Sonoma County doesn’t produce much in the way of vegetables. In 2015, roughly 512 acres of vegetable production yielded $12 million. Not much, given that yearly we consume several hundred million dollars’ worth of the stuff. So, what gives? The End BitAre there farmers who want to grow more but can’t find buyers willing to pay the price needed to pay for inputs? What’s driving the cost that’s driving the higher price? Is it due to scarcity of agricultural land? That’s what we hear. We also hear that grapes, which occupy roughly 60,000 acres today, are consuming the last remaining land suitable for vegetables.

At Made Local Magazine, we don’t know if all of this is true or not, but we’d like to find out.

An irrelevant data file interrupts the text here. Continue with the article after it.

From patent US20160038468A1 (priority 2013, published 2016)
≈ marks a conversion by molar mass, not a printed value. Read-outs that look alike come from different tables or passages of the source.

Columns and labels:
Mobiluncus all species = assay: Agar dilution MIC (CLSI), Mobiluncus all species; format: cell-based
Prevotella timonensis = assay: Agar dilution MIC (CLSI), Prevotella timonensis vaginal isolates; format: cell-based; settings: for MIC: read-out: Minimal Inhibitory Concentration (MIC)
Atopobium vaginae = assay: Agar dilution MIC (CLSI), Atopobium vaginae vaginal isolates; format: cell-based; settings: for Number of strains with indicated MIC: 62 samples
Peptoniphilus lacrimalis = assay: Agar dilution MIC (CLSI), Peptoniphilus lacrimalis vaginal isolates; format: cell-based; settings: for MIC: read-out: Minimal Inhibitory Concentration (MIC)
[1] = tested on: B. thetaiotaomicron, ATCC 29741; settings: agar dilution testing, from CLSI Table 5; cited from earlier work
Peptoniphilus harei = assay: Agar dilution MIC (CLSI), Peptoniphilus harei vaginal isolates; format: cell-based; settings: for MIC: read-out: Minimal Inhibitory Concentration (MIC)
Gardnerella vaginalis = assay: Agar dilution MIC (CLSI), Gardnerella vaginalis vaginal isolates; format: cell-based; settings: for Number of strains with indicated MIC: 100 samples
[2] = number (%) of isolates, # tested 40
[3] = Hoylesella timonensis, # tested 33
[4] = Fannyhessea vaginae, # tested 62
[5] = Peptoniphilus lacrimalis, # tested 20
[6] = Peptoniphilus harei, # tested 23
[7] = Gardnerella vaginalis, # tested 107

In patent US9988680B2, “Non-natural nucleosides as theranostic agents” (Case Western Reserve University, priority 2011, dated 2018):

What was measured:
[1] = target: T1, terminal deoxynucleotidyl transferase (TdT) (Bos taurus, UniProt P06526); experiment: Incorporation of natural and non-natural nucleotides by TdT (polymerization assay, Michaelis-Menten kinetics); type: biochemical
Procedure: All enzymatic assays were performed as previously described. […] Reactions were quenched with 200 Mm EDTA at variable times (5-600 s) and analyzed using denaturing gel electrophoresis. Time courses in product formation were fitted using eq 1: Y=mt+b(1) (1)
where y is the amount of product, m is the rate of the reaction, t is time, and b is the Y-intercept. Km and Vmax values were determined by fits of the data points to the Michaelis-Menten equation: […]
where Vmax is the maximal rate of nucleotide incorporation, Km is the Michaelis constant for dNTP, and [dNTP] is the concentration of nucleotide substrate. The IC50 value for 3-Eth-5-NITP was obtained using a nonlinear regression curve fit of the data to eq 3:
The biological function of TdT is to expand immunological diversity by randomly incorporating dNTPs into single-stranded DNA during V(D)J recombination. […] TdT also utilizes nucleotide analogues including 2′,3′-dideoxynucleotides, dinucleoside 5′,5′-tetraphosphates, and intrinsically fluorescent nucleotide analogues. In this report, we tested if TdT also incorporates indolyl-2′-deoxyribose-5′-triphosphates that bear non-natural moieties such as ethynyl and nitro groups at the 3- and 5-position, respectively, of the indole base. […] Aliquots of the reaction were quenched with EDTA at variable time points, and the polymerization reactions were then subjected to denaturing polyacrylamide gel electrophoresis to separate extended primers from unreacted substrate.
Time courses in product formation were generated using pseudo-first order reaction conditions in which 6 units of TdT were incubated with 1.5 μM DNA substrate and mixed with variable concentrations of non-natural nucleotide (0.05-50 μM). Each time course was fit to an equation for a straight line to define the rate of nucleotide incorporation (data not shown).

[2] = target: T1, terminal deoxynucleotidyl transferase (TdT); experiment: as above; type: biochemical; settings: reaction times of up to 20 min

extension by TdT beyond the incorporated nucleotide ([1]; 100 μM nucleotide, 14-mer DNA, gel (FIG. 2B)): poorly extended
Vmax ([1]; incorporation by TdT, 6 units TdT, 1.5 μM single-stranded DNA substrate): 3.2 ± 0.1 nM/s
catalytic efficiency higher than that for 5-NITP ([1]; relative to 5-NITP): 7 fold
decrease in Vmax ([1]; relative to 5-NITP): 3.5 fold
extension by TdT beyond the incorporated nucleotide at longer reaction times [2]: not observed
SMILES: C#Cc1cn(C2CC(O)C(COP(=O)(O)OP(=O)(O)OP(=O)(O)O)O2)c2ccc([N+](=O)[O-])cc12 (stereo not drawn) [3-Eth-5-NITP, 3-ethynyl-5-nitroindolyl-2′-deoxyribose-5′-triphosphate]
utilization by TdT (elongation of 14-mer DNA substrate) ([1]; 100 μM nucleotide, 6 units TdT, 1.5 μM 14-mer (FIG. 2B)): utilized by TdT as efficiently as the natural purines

The map on this page shows three primary types of agricultural lands in Sonoma County:

DA (Diverse Agriculture District) 67,301 acres

LEA (Land Extensive Agriculture District) 179,302 acres

LIA (Land Intensive Agriculture District) 70,329 acres

It’s beyond the scope of this article to define those land use types. To learn more, go to

See the little black square that shows total vegetable acreage? That’s the 512 acres we grow currently, and quite a contrast to the total potential agricultural acreage you see on this map. If we wanted to double the vegetable acreage, then double that square.

Stay tuned through future issues to find out just how we can do that. Have thoughts on this topic? Email us at


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